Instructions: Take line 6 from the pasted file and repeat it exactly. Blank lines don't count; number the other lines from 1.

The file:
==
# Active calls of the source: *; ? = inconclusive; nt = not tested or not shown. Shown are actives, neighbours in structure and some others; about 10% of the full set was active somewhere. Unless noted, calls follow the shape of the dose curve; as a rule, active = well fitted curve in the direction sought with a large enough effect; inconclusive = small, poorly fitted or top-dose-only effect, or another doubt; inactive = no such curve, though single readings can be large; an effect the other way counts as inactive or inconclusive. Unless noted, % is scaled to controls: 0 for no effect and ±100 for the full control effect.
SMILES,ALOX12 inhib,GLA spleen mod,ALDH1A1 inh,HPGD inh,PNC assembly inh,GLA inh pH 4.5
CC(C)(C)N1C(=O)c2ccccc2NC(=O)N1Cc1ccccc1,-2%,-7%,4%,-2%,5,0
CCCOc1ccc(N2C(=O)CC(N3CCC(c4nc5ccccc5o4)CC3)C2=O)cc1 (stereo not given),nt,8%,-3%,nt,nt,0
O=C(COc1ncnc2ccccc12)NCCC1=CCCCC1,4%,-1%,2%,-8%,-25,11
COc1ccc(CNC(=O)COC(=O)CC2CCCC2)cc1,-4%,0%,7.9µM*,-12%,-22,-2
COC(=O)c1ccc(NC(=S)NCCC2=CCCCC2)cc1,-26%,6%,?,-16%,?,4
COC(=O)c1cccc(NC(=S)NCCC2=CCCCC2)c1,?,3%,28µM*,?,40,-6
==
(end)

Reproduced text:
COc1ccc(CNC(=O)COC(=O)CC2CCCC2)cc1,-4%,0%,7.9µM*,-12%,-22,-2